Political actors

In this case study, we experimentally included a third criterion for bot identification in addition to the two ones used in the other cases. To that end, we collected the debates that happened on Twitter over a period of one month (November 18 to December 17, 2017) about eight political actors: Lula, Jair Bolsonaro, Ciro Gomes, Marina Silva, Michel Temer, João Doria, Geraldo Alckmin and Gilmar Mendes. After that, we applied the DAPP Methodology with the addition of the third criterion:

1. First criterion: we verified the use of tweet-generating platforms as described in the study “Bots, Social Networks and Politics in Brazil” (RUEDIGER, 2017a);
2. Second criterion: we observed the non-human time of the publications;
3. Third criterion: we verified the accounts that produced exactly the same tweets using the so-called correlation method through identical messages, a strong indication of account automation that also allows the verification of the botnets operating together.

 

Map of interactions related to the political actors (731,844 tweets | 11/18 at 00:01 am to 12/17 at 11:59 pm)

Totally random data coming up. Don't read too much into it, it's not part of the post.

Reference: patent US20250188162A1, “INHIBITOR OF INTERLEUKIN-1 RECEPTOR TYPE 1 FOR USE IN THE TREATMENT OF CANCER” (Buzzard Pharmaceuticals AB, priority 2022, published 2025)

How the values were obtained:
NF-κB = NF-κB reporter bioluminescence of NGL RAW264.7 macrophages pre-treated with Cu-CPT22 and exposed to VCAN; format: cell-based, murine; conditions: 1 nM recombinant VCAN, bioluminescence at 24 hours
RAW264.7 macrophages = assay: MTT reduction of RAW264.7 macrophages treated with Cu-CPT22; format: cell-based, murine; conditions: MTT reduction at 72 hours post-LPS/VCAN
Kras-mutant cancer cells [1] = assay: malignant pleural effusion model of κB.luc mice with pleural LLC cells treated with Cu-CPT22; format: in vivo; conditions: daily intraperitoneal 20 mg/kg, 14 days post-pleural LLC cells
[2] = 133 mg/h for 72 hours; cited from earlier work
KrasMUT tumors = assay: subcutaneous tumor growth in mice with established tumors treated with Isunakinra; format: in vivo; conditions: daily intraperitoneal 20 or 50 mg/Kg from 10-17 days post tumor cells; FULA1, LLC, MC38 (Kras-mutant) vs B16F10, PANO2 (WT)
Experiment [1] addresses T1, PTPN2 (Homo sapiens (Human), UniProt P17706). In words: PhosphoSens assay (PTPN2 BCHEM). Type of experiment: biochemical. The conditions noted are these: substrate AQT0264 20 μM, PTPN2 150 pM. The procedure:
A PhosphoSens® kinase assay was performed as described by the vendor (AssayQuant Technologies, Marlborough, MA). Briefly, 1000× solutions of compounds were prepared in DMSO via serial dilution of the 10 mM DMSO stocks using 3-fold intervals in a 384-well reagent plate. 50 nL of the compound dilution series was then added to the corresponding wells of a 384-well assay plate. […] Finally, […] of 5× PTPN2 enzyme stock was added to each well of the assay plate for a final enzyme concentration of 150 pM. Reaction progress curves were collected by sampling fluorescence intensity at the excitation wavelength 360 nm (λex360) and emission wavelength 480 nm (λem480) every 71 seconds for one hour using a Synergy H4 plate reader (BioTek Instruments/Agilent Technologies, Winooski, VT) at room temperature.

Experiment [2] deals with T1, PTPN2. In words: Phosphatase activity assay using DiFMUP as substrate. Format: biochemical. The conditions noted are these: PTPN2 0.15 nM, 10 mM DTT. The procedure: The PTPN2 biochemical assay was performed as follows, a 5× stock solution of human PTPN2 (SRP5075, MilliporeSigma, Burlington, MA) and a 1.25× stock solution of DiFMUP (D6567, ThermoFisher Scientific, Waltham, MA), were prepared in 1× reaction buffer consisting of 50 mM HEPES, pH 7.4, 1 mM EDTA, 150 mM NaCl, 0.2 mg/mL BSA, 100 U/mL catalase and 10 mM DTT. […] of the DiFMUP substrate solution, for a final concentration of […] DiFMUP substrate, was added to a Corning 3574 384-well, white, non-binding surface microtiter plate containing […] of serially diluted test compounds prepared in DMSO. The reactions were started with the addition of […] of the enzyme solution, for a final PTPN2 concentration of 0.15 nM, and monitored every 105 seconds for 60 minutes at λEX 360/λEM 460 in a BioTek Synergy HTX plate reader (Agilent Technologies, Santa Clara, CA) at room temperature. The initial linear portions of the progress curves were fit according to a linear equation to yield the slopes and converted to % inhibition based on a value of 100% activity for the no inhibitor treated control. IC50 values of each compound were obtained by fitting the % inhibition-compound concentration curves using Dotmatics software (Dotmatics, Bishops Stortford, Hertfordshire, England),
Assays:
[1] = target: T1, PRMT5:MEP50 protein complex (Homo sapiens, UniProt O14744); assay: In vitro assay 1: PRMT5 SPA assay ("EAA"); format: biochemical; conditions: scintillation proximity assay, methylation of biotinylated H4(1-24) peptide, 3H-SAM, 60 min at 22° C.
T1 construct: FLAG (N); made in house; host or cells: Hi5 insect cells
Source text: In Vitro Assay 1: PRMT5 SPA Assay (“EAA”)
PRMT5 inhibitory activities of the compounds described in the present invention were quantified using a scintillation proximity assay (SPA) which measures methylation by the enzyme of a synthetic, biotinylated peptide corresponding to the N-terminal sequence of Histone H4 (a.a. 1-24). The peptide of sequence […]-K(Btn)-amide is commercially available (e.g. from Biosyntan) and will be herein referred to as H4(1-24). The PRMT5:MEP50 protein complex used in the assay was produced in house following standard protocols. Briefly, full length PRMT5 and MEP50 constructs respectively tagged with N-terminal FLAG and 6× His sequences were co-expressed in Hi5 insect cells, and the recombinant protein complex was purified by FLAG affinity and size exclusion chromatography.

Red zone: support for Lula
Green zone: support for Bolsonaro
Purple zone: support for Ciro Gomes and Marina Silva
Grey zone: support for Lula from Argentine accounts
Blue zone: support for Michel Temer, João Dória, Geraldo Alckmin and Gilmar Mendes

We then selected the tweets created by accounts that generated at least five tweets during the analyzed period and verified the percentage of correlation between each potential pair of accounts (the proportion of identical messages made by the two accounts). The minimum of five tweets per account was used in order to avoid false positives, since the possibility of correlation is inversely proportional to the volume of tweets.  After this section, we analyzed 731,844 tweets (81.85% of the total collected).